Sometimes her beings do look like deep-sea creatures, pressed and dried between book pages. In a dehydrated state it is impossible to determine their original form but one can image something puffy and gelatinous. They also seem very sure of themselves and at home, inhabiting the sheets of paper the way weeds spread flatly to dominate a barren concrete surface. The creatures' patterns appear at times to be scarification and other times like internal, faceted chambers; processing and filtering their environment.

If the drawings were on small, motley scraps of paper, her style would seem manic, but most of these creations are consistently large and executed on quality, over-sized sheets so the detailing seems more decorative than compulsive. Although most of the drawings were made in an institute and Zürn, in the end, threw herself off a balcony to complete her life, the body of work presented at The Drawing Center is too formal and informed to be branded as l'art brut. This is the work of a very creative, educated and engineered mind tipped over by an unbalanced life. It is not simply the manifestation of a deranged person.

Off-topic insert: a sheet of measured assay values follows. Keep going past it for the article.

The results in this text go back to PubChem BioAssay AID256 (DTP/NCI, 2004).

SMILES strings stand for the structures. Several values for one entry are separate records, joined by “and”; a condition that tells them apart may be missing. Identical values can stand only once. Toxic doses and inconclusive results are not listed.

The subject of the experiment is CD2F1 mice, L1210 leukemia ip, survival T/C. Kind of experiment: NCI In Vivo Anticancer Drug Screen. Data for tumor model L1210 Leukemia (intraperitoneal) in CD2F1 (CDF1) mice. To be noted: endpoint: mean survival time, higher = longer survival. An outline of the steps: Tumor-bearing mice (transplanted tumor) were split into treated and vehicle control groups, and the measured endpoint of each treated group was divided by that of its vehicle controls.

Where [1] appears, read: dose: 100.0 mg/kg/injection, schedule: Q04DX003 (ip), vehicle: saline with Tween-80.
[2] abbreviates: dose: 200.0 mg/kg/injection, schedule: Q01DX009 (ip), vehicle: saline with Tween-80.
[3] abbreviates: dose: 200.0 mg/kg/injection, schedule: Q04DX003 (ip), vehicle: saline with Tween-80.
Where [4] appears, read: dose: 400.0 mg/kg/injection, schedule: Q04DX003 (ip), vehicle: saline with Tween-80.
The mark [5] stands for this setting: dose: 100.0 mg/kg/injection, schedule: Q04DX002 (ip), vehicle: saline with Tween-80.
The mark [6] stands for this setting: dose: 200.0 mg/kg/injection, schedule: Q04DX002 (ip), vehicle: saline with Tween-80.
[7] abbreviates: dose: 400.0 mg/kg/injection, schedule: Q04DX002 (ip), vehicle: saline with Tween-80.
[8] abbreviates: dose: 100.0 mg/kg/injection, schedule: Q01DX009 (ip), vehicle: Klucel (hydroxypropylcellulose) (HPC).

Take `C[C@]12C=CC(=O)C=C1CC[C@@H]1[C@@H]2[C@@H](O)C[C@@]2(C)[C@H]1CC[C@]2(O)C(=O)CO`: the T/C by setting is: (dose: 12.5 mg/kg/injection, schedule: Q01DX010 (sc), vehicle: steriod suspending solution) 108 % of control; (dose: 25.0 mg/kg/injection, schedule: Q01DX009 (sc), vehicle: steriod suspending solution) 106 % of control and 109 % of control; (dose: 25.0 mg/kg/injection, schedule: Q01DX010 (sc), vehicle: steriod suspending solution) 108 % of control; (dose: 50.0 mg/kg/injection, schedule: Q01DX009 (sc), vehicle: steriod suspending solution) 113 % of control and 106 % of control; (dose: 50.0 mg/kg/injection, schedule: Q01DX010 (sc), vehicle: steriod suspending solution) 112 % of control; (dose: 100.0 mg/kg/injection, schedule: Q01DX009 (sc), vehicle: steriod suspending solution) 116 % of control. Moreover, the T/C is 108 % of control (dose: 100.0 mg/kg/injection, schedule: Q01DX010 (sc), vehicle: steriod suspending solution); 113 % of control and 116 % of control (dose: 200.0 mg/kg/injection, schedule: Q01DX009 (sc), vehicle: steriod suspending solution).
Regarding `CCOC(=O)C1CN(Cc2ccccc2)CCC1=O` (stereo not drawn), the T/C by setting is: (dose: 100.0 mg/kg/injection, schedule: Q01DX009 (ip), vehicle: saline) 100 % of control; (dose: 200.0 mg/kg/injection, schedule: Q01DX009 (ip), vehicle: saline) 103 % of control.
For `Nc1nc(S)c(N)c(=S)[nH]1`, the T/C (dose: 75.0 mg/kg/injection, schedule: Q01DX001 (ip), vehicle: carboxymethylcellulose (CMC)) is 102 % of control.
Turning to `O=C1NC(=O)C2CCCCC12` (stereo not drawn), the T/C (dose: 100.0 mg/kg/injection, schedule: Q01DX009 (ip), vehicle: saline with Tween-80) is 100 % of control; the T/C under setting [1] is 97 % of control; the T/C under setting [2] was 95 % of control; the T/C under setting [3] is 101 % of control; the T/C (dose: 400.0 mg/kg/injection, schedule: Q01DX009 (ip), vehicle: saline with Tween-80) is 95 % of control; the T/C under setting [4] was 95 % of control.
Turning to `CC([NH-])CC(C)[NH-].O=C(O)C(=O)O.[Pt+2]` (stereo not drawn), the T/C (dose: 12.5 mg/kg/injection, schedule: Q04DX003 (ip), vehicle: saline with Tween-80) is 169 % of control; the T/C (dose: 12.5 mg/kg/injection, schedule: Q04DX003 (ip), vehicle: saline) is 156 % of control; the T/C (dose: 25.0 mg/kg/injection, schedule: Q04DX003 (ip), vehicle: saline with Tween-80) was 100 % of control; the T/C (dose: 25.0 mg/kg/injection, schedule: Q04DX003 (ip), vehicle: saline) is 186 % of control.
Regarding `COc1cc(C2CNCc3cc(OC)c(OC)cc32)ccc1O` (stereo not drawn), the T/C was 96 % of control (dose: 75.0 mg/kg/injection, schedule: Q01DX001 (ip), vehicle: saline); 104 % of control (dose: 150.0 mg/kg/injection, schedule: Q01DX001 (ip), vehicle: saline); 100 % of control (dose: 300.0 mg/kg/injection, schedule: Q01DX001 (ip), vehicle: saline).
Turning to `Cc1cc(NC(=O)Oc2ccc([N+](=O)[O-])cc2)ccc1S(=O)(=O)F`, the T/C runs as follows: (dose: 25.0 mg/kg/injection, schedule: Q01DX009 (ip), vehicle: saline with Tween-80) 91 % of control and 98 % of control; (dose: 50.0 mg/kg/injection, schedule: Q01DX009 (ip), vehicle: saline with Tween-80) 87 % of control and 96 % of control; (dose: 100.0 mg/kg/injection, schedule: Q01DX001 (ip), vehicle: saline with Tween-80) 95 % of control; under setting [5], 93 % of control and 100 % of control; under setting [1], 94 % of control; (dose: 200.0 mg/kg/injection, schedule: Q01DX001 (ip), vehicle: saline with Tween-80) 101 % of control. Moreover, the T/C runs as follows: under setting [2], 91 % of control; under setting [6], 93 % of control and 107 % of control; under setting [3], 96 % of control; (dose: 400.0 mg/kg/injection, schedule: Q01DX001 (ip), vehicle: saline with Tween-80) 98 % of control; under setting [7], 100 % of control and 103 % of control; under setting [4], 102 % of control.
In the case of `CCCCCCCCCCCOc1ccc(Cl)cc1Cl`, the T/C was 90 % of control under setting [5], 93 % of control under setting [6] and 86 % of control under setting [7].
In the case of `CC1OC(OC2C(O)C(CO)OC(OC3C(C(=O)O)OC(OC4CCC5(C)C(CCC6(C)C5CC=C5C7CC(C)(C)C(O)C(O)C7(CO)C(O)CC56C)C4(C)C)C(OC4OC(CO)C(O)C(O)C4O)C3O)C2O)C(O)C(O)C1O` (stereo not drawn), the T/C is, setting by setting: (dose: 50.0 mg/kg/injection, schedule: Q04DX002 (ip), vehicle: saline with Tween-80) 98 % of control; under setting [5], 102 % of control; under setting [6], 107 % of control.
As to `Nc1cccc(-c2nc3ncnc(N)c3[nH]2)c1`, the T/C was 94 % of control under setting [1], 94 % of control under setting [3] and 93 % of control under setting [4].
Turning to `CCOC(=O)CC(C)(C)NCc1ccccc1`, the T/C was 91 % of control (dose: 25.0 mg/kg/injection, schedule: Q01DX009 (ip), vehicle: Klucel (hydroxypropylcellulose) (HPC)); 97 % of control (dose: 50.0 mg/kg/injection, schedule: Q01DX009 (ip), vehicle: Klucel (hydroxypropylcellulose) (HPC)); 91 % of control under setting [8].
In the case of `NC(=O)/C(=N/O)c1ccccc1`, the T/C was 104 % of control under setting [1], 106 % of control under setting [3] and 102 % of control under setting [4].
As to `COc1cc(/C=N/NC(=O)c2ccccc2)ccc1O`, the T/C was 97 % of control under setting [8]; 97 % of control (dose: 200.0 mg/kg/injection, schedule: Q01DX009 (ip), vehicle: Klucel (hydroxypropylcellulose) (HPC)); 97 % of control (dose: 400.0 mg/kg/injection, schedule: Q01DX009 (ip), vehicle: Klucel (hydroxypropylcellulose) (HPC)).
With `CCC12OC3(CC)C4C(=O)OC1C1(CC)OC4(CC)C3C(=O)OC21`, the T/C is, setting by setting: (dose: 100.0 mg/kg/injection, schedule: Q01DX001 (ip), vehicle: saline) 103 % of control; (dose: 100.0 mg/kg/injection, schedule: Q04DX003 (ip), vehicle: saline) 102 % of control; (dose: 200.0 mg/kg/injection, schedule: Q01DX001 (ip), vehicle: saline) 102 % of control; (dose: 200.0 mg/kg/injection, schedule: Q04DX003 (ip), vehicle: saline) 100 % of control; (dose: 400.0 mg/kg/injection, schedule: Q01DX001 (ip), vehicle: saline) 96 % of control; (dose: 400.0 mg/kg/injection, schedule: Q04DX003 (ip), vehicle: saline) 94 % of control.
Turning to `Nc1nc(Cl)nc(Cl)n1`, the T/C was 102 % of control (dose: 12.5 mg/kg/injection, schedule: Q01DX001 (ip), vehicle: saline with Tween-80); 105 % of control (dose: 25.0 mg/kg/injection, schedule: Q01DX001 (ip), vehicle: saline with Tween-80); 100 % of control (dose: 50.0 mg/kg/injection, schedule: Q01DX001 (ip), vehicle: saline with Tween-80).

The yonic scribbles, hooked beaks, lactating teats, forked tongues, feathery masks look like string craft that was stuffed in a drawer for years and then removed as tangled knots. Gnarled, overgrown, overwrought faces and twisted serpents, wrinkly turkey heads and road-kill phoenixes are gathered in layered, visual tales. The centipedestrians, multi-headed/multi-limbed sirens have their own ancient untold mythology, stored in frenzied lines.